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upper street, yinka ilori, the street that changed my life
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Designer Yinka Ilori on growing up in Islington

The artist and designer reminisces about design shops and wild nights in N1

Isabelle Aron
Written by
Isabelle Aron

‘Most of my adolescent life was spent on Upper Street: working, eating, socialising. I loved how multicultural and vibrant it was. I used to go to a bar called Pitcher & Piano that had a really good DJ who would play R&B, hip hop and afrobeats on a Friday and Saturday. I grew up in a huge council estate and everyone from the estate would go down and fill it out every weekend.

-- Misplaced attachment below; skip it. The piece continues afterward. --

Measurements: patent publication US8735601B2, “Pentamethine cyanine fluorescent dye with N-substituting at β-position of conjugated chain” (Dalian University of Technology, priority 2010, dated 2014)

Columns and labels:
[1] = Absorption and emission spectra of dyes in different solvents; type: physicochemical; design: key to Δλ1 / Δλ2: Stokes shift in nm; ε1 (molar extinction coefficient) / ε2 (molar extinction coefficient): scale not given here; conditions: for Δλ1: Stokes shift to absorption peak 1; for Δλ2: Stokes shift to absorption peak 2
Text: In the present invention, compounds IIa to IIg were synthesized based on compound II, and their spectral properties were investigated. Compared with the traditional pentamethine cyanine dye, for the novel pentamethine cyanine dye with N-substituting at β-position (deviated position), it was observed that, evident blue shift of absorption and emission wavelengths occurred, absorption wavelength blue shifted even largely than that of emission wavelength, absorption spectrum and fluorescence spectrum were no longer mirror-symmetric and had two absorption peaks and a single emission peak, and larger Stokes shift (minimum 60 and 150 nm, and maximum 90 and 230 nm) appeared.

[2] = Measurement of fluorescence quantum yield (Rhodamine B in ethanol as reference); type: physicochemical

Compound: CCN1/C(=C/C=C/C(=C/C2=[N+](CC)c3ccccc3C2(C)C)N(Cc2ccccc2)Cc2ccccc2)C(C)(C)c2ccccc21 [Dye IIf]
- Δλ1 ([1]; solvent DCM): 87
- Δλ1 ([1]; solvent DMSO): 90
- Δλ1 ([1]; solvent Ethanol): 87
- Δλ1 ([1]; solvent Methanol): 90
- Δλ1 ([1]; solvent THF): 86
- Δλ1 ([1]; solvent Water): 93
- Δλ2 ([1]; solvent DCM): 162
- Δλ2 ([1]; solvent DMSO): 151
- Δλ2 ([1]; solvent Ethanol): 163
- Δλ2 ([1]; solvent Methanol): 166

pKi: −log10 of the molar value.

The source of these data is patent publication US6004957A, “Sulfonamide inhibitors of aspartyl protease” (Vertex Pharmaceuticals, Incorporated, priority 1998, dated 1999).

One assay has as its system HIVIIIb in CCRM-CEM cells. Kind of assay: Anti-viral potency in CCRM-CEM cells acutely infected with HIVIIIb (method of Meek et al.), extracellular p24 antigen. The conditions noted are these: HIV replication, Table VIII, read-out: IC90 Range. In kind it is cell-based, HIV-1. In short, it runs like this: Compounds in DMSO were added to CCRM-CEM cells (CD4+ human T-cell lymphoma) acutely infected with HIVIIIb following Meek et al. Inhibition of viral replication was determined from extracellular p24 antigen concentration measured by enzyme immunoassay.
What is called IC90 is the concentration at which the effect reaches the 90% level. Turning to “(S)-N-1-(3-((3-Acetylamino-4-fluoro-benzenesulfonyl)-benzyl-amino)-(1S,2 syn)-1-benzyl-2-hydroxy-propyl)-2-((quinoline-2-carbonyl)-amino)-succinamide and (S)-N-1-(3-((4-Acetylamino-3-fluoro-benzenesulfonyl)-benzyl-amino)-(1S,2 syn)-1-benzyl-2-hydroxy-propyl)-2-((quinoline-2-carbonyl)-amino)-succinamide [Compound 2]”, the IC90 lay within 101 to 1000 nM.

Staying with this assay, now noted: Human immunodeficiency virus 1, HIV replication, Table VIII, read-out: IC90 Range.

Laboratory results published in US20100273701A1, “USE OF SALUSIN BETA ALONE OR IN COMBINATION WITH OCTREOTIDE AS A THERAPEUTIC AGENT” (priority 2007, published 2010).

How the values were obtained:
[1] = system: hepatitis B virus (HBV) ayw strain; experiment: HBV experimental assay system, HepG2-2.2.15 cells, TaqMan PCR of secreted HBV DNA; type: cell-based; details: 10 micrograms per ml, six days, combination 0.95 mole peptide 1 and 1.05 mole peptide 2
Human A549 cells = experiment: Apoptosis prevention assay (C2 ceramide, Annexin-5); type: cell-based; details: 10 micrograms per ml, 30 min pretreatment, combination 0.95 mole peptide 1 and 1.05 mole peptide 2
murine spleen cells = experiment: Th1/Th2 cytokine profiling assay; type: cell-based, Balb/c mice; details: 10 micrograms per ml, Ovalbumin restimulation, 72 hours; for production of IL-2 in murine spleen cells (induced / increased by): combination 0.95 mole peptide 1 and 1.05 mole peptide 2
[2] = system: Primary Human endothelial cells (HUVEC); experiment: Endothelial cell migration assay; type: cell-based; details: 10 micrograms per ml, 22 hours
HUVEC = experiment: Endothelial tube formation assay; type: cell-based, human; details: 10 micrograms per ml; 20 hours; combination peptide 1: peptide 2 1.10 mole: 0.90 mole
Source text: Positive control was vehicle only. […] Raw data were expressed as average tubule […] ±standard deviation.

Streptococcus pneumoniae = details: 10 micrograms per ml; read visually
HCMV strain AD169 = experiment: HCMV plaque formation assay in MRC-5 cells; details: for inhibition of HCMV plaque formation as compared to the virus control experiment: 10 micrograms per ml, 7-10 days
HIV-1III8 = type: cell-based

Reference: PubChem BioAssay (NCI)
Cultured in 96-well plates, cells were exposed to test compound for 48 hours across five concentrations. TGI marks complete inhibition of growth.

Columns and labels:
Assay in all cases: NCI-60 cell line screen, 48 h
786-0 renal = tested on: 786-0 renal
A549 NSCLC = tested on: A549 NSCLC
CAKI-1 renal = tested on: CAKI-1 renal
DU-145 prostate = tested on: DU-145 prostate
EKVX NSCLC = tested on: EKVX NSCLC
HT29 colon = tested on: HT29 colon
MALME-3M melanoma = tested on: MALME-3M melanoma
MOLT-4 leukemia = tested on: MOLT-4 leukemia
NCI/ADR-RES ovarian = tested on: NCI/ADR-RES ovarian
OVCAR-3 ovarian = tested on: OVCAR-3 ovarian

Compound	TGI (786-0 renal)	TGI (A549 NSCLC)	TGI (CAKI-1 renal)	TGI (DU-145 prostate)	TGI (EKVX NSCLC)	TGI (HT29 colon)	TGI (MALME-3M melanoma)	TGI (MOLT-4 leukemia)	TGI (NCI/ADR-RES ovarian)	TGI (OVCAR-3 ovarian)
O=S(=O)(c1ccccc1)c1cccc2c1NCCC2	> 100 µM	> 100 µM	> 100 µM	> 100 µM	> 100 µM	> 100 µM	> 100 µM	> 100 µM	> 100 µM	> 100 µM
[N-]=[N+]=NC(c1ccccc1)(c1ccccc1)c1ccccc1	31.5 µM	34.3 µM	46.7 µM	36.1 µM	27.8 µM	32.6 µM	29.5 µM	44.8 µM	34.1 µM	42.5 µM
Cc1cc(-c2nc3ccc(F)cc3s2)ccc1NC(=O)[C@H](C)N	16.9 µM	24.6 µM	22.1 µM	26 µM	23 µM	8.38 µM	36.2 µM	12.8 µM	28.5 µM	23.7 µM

‘There are also some really nice design shops in the area that I would always pop into for inspiration when I was trying to become a designer – places like Aria and TwentyTwentyOne. When I was growing up, there was such a community there: people really cared who visited their shops and made an effort to remember you.

‘Obviously, it has changed a lot since I was 16 – it’s a bit more bougie now – but it’s a place I’ve brought with me into adulthood. I’d love to do a mural or public installation on Upper Street, to give something back to the area, because it really shaped my experiences and my outlook. It shaped my work too: my art is very much about community, a sense of belonging and celebrating the power of multiculturalism in London.’ 

Read more from this series:

Yotam Ottolenghi reminisces about his training at Le Cordon Bleu in Marylebone.

Dane Baptiste on his first stand-up gig, in a London wine bar.

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